IRELAND - Union concerns that Irish public servants will contribute more to their pension than they are likely to draw down have been dismissed as unfounded by the government.

Speaking in the Dáil, the minister for public expenditure and reform Brendan Howlin said concerns raised by several of the country's teaching unions were based on the misunderstanding that the public service pension levy - a charge on all public workers earning more than €15,000 a year and introduced in early 2009 by the previous government - should be viewed as part of a worker's pension contribution.

The concerns come in the wake of last month's Public Services Pensions (Single Scheme) and Remuneration Bill, which would see the creation of a new, defined benefit (DB) and career-average scheme for all new members in the public sector.

On publication of the bill, teachers' union ASTI claimed the compulsory nature of the new scheme would lead to over-subscription and was therefore "nonsensical" and "open to legal challenges".

It further warned that any teachers at the beginning of their career would end up paying more in contributions than they were likely to receive on retirement.

It said the scheme - if proposed in the private sector - would not be approved by the country's Pensions Board.

Referencing the Trident Consulting report on which ASTI's concerns were based, Deputy Howlin told the Dáil yesterday: "In quantifying employee contributions to the single scheme, the Trident report appears to regard the public service pension-related deduction as a pension contribution."

He stressed that the legislation introducing the levy "makes clear that the pension-related deduction is not a pension contribution" and would therefore not be considered as one in light of the 6.5% contribution rate in the new, single pension fund.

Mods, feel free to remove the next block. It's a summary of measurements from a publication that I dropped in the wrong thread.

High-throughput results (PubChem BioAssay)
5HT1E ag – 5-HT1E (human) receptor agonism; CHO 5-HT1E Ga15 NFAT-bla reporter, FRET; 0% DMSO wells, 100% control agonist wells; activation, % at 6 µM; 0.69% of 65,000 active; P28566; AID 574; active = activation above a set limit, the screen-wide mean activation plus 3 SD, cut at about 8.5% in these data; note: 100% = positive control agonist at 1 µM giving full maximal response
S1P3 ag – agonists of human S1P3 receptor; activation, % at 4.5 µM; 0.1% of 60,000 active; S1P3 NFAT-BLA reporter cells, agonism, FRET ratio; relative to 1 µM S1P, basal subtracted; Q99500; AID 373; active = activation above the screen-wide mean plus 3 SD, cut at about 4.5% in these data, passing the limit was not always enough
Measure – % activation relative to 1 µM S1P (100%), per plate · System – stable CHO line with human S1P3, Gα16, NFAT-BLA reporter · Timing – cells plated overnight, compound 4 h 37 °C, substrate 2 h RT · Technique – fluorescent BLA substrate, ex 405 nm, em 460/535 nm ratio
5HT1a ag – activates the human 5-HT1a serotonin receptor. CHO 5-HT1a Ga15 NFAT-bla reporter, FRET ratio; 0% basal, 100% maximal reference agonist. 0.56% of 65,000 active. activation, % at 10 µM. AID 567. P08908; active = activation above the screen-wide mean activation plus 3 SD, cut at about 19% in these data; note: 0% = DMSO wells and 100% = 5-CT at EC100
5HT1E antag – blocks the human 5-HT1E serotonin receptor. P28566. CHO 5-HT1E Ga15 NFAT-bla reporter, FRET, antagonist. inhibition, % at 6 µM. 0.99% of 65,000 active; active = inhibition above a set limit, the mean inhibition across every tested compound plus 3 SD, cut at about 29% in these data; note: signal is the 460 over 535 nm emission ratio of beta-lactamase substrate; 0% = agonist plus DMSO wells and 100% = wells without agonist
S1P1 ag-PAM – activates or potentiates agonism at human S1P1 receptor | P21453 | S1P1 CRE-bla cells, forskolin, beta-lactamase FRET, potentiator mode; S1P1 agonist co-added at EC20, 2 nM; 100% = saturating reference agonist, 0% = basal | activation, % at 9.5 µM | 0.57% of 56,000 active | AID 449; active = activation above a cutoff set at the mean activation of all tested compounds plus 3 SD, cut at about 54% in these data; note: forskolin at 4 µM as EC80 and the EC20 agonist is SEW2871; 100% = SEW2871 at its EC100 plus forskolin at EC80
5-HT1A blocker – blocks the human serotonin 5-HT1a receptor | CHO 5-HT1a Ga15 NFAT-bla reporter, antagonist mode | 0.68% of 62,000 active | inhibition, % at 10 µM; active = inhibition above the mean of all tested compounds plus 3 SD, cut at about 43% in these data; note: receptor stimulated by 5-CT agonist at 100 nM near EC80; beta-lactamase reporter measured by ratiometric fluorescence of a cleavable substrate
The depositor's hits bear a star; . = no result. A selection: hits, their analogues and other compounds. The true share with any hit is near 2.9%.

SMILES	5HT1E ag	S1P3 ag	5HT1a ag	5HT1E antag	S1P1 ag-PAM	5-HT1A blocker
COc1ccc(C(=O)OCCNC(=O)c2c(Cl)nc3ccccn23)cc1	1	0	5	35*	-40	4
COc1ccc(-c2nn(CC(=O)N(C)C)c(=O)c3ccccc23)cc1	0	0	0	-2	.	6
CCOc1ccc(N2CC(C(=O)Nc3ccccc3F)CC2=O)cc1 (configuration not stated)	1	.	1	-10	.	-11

"I have indicated to them from my perspective that I do not regard the so-called pension levy to be a permanent feature," he added, saying that, if it were to become part of a permanent contribution, it would change the basis of pensions in the public service.

Howlin said the arguments put forward by the unions did not reflect the "true position", defending as a valuable commodity the fact the new scheme would be DB.

Meanwhile, Ireland's largest union has renewed calls for pension funds to be exempt from the 0.6% pensions levy charged on all scheme assets if they commit to "productive investments" seen to be stimulating the local economy.

First suggested by the Irish Congress of Trade Unions (ICTU) in July, the notion of encouraging infrastructure investment in place of the levy had also been floated by the Irish Association of Pension Funds.

SIPTU and ICTU president Jack O'Connor proposed that pension funds should invest 5% of their assets in Irish infrastructure projects, including the expansion of the transport and electricity network.

"The trade union movement is opposed to the pension levy," O'Connor said. "If pension funds could be persuaded to increase the proportion of their assets invested in the domestic economy by 5%, which is more than double the value of the levy, it would generate upward of €4bn for the exchequer."

The union, which estimated that around 10,000 jobs per €1bn of investment would be created, urged for its proposal to be included in next year's Finance Bill, with matching investments drawn down from the National Pension Reserve Fund.